Right now, school is postponed indefinitely in some Canadian provinces and territories and regular routines are a thing of the past. Our days blend together like fingerpaint art: somewhat unpredictable, decently messy, with a healthy dose of fun thrown in.
One thing’s for sure: my children suddenly have a lot of free time. So much free time that I find myself scouring the endless lists of activities, crafts, and online resources being shared for homebound children. There are some great ideas out there, yet I often find that my kids stay entertained longer when they engage in self-directed, open-ended play using objects from around our home.
These “loose parts” can be moved around, tinkered with, and redesigned. The wonderful thing about loose parts is that our homes are filled with them! Gather a few together and your child will gravitate towards play that’s self-directed and creative, possibly for hours at a time. It’s just what our kids need during this time of isolation and staying home.
How to encourage self-directed play using loose parts
“I’m so bored!” my daughter complains. I rattle off some activities for her to try: do an art project, play with the rabbit, or read a book. She looks at me with dissatisfaction. Sound familiar? We parents often feel compelled to help our children combat boredom, but when it comes to self-directed play, the less we interfere the better.
Here are some helpful ideas for encouraging your child to engage in self-directed play using found objects from around your home.
1. Give your child uninterrupted time
Children need plenty of uninterrupted time to become fully engaged in play. Try to avoid the temptation to interrupt your child with “teaching moments,” praise, corrections, or cautions (unless there is an actual risk of injury).
Related read: How to be a “lifeguard parent” and keep kids safe during risky play
2. Engage your child in meaningful conversation
Open-ended questions are a powerful way to encourage children to engage in self-directed play. Ask them open-ended questions about their magical world of play. Simply saying “Tell me about what you’ve made” can be a good opening for meaningful conversation that can help children develop their play and empower them with new ideas.
3. Go on a loose parts treasure hunt
If your child isn’t used to playing with loose parts, go from room to room and gather up a box or basket of items with your child. Make it fun, like you’re going on a treasure hunt together. Check out cupboards, inspect drawers, and scour closets. Follow your child’s lead and see what interests them.
4. Make a loose parts surprise box
Gather up a variety of loose parts in a box (check out the list of suggestions below). The next time your child complains about being bored, give them the box without any instructions.
5. Place loose parts randomly around your home
Leave empty boxes in the corner of a room, a pile of blankets under your dining table, or a bin filled with random items like yarn, buttons, noodles, spoons, and containers on the floor. Don’t mention or give specific instructions about the random things lying around.
Safe play with loose parts
Loose parts come in all shapes and sizes, and that’s what makes them so fun. However, it’s important to always keep your child’s safety in mind with loose parts. Small objects (beads, buttons, beans) can be a choking hazard for young children and sharp objects (scissors, nails) are better suited for older children or may require some adult supervision. If in doubt, keep it out of your child’s hands.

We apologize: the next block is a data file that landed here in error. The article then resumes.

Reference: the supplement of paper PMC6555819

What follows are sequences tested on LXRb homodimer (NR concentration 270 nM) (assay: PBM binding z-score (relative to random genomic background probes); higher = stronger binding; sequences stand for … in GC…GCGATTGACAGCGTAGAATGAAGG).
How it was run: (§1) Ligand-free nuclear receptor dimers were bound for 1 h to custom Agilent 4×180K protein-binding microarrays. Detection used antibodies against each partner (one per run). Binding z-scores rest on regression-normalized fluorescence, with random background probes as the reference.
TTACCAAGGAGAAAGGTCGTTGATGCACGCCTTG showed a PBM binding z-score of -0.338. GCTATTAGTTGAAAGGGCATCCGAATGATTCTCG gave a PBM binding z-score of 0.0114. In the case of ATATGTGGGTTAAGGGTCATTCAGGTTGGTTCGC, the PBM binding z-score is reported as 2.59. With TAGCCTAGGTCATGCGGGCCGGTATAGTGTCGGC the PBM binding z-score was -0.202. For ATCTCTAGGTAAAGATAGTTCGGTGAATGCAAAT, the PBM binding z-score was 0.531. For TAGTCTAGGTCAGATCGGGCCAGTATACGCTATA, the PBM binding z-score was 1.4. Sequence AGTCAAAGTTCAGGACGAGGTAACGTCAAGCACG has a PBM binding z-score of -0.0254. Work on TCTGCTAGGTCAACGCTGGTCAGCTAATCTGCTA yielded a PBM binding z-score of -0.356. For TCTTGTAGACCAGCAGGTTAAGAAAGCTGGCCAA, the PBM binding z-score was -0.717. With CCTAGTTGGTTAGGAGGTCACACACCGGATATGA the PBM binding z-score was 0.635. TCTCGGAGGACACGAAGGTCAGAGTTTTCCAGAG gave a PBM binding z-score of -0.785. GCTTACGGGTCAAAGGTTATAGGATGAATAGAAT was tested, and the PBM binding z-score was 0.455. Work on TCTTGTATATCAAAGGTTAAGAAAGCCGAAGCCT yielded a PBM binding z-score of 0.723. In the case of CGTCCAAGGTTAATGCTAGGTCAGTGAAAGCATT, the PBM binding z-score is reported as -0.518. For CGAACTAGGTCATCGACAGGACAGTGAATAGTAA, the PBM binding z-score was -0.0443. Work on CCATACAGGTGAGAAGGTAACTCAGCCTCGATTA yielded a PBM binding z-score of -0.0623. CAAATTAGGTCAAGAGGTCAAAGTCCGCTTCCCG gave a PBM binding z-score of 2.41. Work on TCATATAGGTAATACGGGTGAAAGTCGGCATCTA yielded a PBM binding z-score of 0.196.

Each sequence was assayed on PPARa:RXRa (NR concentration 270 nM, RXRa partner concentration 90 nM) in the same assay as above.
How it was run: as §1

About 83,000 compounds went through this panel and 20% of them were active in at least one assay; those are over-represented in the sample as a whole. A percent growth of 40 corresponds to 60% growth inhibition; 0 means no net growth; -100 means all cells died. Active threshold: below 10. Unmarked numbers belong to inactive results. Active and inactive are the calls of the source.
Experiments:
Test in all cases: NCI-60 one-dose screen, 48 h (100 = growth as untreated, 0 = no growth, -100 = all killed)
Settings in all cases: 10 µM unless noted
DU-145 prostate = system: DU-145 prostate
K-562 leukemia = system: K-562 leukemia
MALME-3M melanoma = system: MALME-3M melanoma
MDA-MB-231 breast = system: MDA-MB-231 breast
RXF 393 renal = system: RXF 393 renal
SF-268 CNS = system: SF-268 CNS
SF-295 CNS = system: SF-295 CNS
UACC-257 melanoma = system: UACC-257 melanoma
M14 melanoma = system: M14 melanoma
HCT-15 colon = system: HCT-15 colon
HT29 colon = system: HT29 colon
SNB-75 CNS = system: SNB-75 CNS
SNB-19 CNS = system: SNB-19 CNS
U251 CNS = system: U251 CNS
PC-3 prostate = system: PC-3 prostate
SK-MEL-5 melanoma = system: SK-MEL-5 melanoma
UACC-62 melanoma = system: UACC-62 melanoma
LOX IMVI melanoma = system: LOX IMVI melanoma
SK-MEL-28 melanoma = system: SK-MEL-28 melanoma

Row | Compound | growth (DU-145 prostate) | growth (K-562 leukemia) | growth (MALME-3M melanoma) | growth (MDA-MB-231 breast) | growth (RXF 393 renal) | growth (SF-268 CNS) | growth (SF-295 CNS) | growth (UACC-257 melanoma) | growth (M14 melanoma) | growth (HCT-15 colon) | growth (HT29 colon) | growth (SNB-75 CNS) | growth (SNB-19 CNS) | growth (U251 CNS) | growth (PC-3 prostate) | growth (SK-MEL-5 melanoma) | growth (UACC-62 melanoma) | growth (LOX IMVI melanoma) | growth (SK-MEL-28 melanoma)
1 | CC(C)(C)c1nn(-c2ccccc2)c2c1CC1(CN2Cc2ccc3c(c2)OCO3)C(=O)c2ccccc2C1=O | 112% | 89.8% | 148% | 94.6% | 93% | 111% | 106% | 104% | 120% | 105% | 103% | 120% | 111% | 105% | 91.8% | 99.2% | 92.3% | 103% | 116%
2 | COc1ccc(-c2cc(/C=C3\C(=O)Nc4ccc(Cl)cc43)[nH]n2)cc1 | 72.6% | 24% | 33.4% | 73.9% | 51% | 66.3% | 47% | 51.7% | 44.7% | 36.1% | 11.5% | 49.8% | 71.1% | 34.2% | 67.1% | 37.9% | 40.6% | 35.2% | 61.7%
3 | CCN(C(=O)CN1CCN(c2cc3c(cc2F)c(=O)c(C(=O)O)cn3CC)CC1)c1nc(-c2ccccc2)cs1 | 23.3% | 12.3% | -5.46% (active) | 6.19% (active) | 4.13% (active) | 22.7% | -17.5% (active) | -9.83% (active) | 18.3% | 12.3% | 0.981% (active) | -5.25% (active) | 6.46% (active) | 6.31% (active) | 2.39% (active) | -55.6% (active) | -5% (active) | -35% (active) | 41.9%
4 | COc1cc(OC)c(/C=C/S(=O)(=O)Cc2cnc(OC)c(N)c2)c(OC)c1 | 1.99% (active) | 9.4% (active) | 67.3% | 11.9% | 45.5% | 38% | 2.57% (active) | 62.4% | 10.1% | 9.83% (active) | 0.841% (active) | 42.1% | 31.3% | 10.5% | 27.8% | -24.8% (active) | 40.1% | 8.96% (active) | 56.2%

How to find loose parts around your home
Your home is filled with all sorts of loose parts! To help you find them, here’s a list of my children’s favourite household items to play with, along with the types of play they encourage:
From the linen closet: Sheets, blankets, towels, pillows, face clothes, table clothes, napkins, and rags.
Type of play: Encourages building forts and dressing up.
From the kitchen drawers: Bowls, baking tins, eating utensils, mixing and serving utensils, funnels, sieve, canning jar rings, elastics, and aluminum foil.
Type of play: Add a few pantry items for cooking or kitchen play, add water for pouring and mixing, and add rags for cleaning play.
From the food pantry: Dried beans, lentils, noodles, cans of food, and snacks.
Type of play: Add string to encourage noodle weaving, bowls and spoons for mixing, or a lay out a blanket for an impromptu picnic.
From the bathroom: Toilet paper (depending on your stockpile), curtain rings, shower curtains, hair elastics, scrunchies.
Type of play: Toilet paper towers, using curtains and elastic to create forts or costumes.
From the craft cupboard: String, yarn, buttons, beads, pompoms, popsicle sticks, pipe cleaners, ribbon, paper, glue, and scissors.
Type of play: Self-directed art and crafts, creating props for play.
From the recycling bin: Boxes, newspaper, bits of paper or cardboard, paper tubes, milk jugs, yogurt containers, metal cans, bottle caps, cardboard tubes, corks, egg cartons, and rubber bands.
Type of play: Building creative worlds, self-directed art.
From the laundry room: Clothespins, single socks, clean detergent cups, rags, and piles of clean (unfolded!) laundry.
Type of play: Laundry play. Add string for hanging laundry or a bin of soapy water to wash socks. Add water for pouring and mixing play.
From the toy bin: Wooden blocks, marbles, balls, and other open-ended toys.
Type of play: Building creative worlds, stacking and rolling play.
Even more ways to play!
If you have access to a backyard or a nature space that isn’t filled with people then you may want to encourage your child to gather and play with loose parts outside. Also, if you’re looking for more ideas to encourage self-directed and active play at home be sure to check Active for Life’s new Facebook group Active at Home: Fun ideas to get kids moving.